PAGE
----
Plan for Bird Rock neighborhood signs is ‘moving ahead’ following approval from property owners

A rendering presented to the Bird Rock Community Council shows a possible design for neighborhood signs.
A rendering presented to the Bird Rock Community Council shows a possible design for neighborhood signs to be placed on roundabouts that bookend the business district.
(Screenshot by Ashley Mackin-Solomon)

The sculptures may depict pelicans or cormorants atop small boulders on La Jolla Boulevard roundabouts at both ends of the business district.


A plan for sign sculptures to mark the community of Bird Rock has the go-ahead from local property owners and is moving forward, according to proponents.

The idea is to fabricate small boulders adorned with pelicans or cormorants and possibly the words “Bird Rock” and install them on La Jolla Boulevard roundabouts that bookend the business district. The project was proposed by local architect and urbanist Trace Wilson.

“It’s taken decades from what merchants have wanted and been told no, but we’re making things happen,” said Bird Rock Community Council board member Craig Bender, owner of Bird Rock Animal Hospital and a supporter of the new signs. “Things are getting better … there is a lot to be excited about.”

The plan was introduced last year, and the Community Council got a first look at possible designs in October.

In November, a question arose about whether Bird Rock Maintenance Assessment District funds could be used to help pay for the signs.

Property owners pay an assessment through the MAD for care of Bird Rock’s public spaces beyond what the city of San Diego can provide, including landscaping and litter removal. Some have said a line item for $20,000 in the fiscal 2023 MAD budget for signage could be used to help fund the sculptures.

After some debate, BRCC voted in November to send a “ballot” to property owners who pay into the MAD with a budget for the current and coming years that included the $20,000 line item for the sculptures. BRCC President Joe Terry said ballots went out in early December and were returned in favor of the budget proposal, including the sculptures.

A rendering depicts a possible neighborhood sign on La Jolla Boulevard.
(Screenshot by Ashley Mackin-Solomon)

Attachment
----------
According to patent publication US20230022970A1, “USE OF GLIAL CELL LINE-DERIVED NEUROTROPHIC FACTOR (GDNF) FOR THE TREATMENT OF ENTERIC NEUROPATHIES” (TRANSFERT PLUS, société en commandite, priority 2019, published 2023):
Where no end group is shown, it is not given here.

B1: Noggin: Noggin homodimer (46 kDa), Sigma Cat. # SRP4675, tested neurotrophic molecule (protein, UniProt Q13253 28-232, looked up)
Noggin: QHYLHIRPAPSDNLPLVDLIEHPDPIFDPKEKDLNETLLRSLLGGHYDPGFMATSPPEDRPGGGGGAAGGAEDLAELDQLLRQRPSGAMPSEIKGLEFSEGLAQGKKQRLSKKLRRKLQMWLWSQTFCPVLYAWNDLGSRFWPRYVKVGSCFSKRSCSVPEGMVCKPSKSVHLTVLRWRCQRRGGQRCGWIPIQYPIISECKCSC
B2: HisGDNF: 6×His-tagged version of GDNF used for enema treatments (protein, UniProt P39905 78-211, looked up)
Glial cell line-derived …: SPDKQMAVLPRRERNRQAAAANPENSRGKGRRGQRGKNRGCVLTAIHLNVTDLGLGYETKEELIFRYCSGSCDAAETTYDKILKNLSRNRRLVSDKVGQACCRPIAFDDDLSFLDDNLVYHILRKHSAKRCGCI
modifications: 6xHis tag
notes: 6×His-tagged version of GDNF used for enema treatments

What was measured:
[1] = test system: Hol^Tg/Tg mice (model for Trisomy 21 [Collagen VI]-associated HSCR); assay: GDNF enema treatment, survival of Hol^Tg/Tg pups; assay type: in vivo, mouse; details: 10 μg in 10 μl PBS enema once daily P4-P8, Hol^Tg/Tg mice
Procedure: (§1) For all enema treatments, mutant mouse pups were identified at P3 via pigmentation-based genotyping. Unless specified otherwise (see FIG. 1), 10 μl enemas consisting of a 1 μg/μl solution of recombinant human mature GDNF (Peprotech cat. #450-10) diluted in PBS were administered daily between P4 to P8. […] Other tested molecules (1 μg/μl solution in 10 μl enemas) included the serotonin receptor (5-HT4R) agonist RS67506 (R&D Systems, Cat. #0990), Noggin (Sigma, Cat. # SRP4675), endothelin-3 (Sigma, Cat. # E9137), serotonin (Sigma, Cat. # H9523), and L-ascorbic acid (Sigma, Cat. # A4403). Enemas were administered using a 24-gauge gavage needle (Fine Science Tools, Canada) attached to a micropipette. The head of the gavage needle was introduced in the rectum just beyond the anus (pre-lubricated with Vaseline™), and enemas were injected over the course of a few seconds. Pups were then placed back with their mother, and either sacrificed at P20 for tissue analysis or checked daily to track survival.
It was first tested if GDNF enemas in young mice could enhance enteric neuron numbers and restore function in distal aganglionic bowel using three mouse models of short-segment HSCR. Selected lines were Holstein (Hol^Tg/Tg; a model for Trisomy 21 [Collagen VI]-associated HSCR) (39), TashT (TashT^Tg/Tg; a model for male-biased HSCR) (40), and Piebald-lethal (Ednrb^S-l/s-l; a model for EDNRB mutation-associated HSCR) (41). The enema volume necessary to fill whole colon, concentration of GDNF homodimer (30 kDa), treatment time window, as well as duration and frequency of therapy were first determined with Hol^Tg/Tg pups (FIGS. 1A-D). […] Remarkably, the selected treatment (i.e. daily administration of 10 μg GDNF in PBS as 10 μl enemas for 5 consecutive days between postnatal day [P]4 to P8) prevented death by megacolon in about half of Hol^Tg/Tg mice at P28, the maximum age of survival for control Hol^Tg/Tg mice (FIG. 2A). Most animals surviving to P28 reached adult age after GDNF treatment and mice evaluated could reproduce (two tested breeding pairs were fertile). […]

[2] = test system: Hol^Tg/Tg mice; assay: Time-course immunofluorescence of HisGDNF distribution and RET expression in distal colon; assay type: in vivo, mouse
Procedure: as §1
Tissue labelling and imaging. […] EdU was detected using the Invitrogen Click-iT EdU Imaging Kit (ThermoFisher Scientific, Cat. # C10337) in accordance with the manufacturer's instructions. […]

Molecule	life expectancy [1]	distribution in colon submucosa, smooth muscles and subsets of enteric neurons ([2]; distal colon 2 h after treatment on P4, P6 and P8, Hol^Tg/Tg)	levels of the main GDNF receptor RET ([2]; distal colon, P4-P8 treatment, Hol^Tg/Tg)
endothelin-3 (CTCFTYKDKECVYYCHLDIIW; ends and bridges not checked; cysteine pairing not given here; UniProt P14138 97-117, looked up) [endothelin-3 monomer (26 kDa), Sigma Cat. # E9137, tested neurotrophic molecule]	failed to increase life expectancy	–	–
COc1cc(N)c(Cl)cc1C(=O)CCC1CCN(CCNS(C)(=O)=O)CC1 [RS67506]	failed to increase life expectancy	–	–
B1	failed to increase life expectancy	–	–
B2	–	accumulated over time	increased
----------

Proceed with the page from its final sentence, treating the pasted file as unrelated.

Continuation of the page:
The board “is supportive of subtle signage, with a large rock and small pelican or two,” Terry said, and with the approval from property owners and merchants (who had already given their support to the proposal via the Bird Rock Merchants Group), “we’re moving ahead and hope to use some of this year’s MAD budget [for the signs].”

The MAD’s current fiscal year ends in June, so BRCC would need to have bids out for a fabricator by then. Terry said installation could happen as early as this summer, but “it depends on how quickly we can finalize the plan and get it to the city.”

He said the design is still being refined and that public input would continue to be sought.

“There are still some questions about the design, how tall it is and whether it can be in the roundabout, but we are working with the city,” Terry said. “The plan is to move ahead relatively quickly, depending on what the city will let us put in, and determine whether we have enough in the MAD budget and either seek more funding or put in one now and another later.”

Grants and donations will be sought in addition to the MAD funds.

Bender previously told the La Jolla Light that merchants have been asking for some type of similar signage for many years.

“It is the No. 1 thing that merchants have asked for,” Bender said. “There are so many empty shops on [La Jolla] Boulevard, and some good ones have left because Bird Rock doesn’t have that destination feel. If Bird Rock residents want more restaurants and new businesses to fill the empty spaces, we have to create an environment where people want to come visit. ... This is what the merchants need to be successful, when they know they are actually in Bird Rock.”

However, during hearings in recent months, board member and MAD representative Barbara Dunbar questioned whether the San Diego municipal code allows for neighborhood identification signs in the public right of way. “It does say community signs are allowed, but the community is La Jolla; the neighborhood is Bird Rock,” she said.

She added that, as the MAD representative, she doesn’t “like to see anything in the MAD area.”

But her chief concern, she said, is that drivers could be distracted by the sculptures.

Dunbar declined to comment about the property owners’ approval.

The Bird Rock MAD was initiated in 2004 to assume responsibility for “maintenance of the public landscaping associated with the city-planned traffic-calming improvements along La Jolla Boulevard and nearby residential streets,” according to BRCC. The traffic measures included five landscaped roundabouts and a median along La Jolla Boulevard. ◆